Tiny Tim’s Stage Costume

Blog post by Amanda Dubin ’18.

Tiny Tim, circa late 1970s. Photo credit: www.cmgww.com

Tiny Tim was born Herbert B. Khaury to a working class immigrant family in Manhattan on April 12, 1932. Tiny Tim is remembered as an American singer, ukulele player, and musical archivist best known for his rendition of “Tiptoe Through the Tulips,” which he recorded in his signature quavering falsetto voice. Tiny Tim demonstrated an aptitude for music at a young age; he taught himself to play guitar at six and developed a passion for records throughout his teenage years. Against his parents’ wishes he dropped out of high school to pursue a musical career. At age 20, he discovered his distinctive falsetto voice. Tiny Tim’s outlandish appearance was striking: he had a large, beak shaped nose, long, curly black hair, and pale, pasty skin. While he stood at over six feet tall, he started using Tiny Tim as his stage name to highlight his high-pitched falsetto sound as per the suggestion of his manager, George King.


Tiny Tim with ukulele, circa late 1970s. Photo credit: www.cmgww.com

Throughout his career, Tiny Tim made guest appearances on the Merv Griffin Show, Laugh-In, The Ed Sullivan Show, and The Tonight Show, and he also played a small role in the film, You Are What You Eat. His piercing voice, paired with his ukulele playing and striking appearance, set him apart from other performers of his time and made him one of the most popular entertainers in America in the 1960s. Tiny Tim was a cultural phenomenon and his presence attracted the attention of many. His marriage to Victoria Budinger, for example, was aired on The Tonight Show Starring Johnny Carson and drew a record number of viewers.

Tiny Tim stage costume, Cornell Costume & Textile Collection

The Cornell Costume & Textile Collection boasts one stage ensemble worn by Tiny Tim.  The outfit was donated by Zoe Miller-Lee in 2007. Miller-Lee purchased the stage suit from Unclaimed Baggage, a store in Huntsville, Alabama that sells off the contents of unclaimed luggage that is collected from the Atlanta Airport hub. The unclaimed items are auctioned off after a suitable waiting period has elapsed. Judging from the contents of the store the day that Miller-Lee purchased the suit, it was clear that Tiny Tim and other traveling performers had lost their luggage.

Detail of lapel on Tiny Tim’s stage costume.

The cream linen suit has a gray silk-screened mismatched textile pattern that includes words and portraits of Tiny Tim. The suit was custom made for the performer by renowned Australian tailor, Tony Bonnici. The tuxedo cut jacket has long tails and two buttons at the center-back waist.  The jacket features side front darts, three diagonal decorative buttons along each side of the body, and a pocket on the left breast. Lacking front closures, the jacket was likely designed to be worn open for the purposes of mobility and thermal regulation—on other words, for a musical performance! The pants have a zip fly with a button closure and show signs of wear and tear with discoloration along the front center of the pants. The unique textile design includes several portraits of the singer alongside repeated phrases, words, and numbers of various sizes.  Phrases include: “unchallenged holder of the world record 2 hours 15 minutes and 7 seconds,” “eternal troubadour,” “century,” “time,” “world,” “sing,” “1988,” and “stop.” The text has significance: Tiny Tim set the World Non-Stop Singing Record (for a professional singer) at 2 hours, 15 minutes, and 7 seconds; he was also referred to by many as an eternal troubadour (and in fact, a book entitled, “Eternal Troubadour: The Improbable Life of Tiny Tim” was published in 2016 to detail the singer’s life); and I hypothesize that the year 1988 was perhaps the year this ensemble was worn on tour.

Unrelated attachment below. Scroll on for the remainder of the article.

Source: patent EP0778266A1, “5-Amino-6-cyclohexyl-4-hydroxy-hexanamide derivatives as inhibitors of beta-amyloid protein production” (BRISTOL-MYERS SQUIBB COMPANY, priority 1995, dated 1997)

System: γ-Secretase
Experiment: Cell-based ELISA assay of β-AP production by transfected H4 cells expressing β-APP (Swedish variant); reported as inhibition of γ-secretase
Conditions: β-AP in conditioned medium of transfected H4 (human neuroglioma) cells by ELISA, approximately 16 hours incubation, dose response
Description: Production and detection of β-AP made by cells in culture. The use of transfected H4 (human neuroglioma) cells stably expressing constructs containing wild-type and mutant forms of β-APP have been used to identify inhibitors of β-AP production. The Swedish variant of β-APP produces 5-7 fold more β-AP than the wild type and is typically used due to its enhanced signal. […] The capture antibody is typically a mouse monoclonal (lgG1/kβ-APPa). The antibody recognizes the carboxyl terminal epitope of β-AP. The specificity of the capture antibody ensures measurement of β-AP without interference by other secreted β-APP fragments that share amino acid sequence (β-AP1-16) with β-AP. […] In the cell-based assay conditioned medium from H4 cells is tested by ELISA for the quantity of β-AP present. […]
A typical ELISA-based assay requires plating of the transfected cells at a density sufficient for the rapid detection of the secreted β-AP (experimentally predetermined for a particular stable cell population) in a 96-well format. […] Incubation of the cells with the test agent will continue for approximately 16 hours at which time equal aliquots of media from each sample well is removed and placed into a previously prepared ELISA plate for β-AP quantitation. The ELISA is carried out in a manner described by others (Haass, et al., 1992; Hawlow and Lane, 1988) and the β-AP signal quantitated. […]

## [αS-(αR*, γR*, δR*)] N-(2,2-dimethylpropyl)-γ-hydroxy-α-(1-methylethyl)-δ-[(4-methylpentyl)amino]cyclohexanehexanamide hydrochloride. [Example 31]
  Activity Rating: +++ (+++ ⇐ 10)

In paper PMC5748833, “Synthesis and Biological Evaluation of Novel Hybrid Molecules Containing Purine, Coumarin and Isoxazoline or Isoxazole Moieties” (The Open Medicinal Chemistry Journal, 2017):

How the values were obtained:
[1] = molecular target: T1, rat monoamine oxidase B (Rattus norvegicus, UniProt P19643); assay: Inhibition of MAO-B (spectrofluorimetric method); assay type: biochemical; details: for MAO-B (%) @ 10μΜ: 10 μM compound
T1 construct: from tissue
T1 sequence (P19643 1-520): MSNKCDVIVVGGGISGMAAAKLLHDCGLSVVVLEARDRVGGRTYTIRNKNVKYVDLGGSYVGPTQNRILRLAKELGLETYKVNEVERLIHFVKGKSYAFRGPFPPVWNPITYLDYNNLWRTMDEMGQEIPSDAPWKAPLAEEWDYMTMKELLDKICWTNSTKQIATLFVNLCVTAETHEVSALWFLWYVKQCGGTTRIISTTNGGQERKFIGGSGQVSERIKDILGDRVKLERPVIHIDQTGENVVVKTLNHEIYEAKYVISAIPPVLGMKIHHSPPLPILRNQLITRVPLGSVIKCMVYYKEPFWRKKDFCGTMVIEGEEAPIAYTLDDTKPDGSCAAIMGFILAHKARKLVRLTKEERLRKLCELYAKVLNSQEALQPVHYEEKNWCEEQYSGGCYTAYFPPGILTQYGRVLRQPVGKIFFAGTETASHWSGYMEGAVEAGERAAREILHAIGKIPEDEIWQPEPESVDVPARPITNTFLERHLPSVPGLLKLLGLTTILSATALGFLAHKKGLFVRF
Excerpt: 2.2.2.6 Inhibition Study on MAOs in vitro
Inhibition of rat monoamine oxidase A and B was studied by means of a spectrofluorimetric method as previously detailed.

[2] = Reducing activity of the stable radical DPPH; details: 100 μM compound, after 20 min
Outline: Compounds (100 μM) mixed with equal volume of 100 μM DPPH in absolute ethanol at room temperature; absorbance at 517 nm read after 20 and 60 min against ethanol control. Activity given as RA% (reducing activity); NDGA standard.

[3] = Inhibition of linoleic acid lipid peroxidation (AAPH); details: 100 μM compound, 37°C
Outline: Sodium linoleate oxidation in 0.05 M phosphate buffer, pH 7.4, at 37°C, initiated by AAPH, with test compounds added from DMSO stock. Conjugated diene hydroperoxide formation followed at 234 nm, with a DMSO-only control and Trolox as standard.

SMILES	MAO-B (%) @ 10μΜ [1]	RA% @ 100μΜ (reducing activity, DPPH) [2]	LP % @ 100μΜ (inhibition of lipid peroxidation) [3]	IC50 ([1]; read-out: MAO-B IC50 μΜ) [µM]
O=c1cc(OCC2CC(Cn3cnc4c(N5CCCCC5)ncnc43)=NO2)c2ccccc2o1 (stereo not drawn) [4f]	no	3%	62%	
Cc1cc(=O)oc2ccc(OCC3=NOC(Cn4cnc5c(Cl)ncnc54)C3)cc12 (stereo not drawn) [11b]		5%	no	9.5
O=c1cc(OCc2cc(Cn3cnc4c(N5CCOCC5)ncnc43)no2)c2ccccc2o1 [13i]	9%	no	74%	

Detail of tails on Tiny Tim’s stage costume.

This suit was just one of Tiny Tim’s many extraordinary stage costumes. Tiny Tim’s eerie sound, unique style, and gawky appearance are a direct result of the cultural turbulence of the late 1960’. Although he is now a mere footnote in pop music, Tiny Tim’s unprecedented ability to seamlessly alternate between a deep baritone and a high-pitched falsetto allowed him to make his mark on the music industry.

Amanda Dubin is a senior majoring in Fashion Design Management.  She has been a research assistant in the Cornell Costume & Textile Collection since fall 2014 and will begin working for Estée Lauder Companies in their Presidential Associates Program after she graduates in May. She has authored numerous articles on our blog, on topics ranging from Eleanor Roosevelt’s 1937 inaugural gown to the collegiate raccoon coat fad of the 1920s.  



Grimes, William. “Tiny Tim, Singer, Dies at 64; Flirted, Chastely, With Fame.” The New York Times. The New York Times, 01 Dec. 1996. Web. 11 Dec. 2016.

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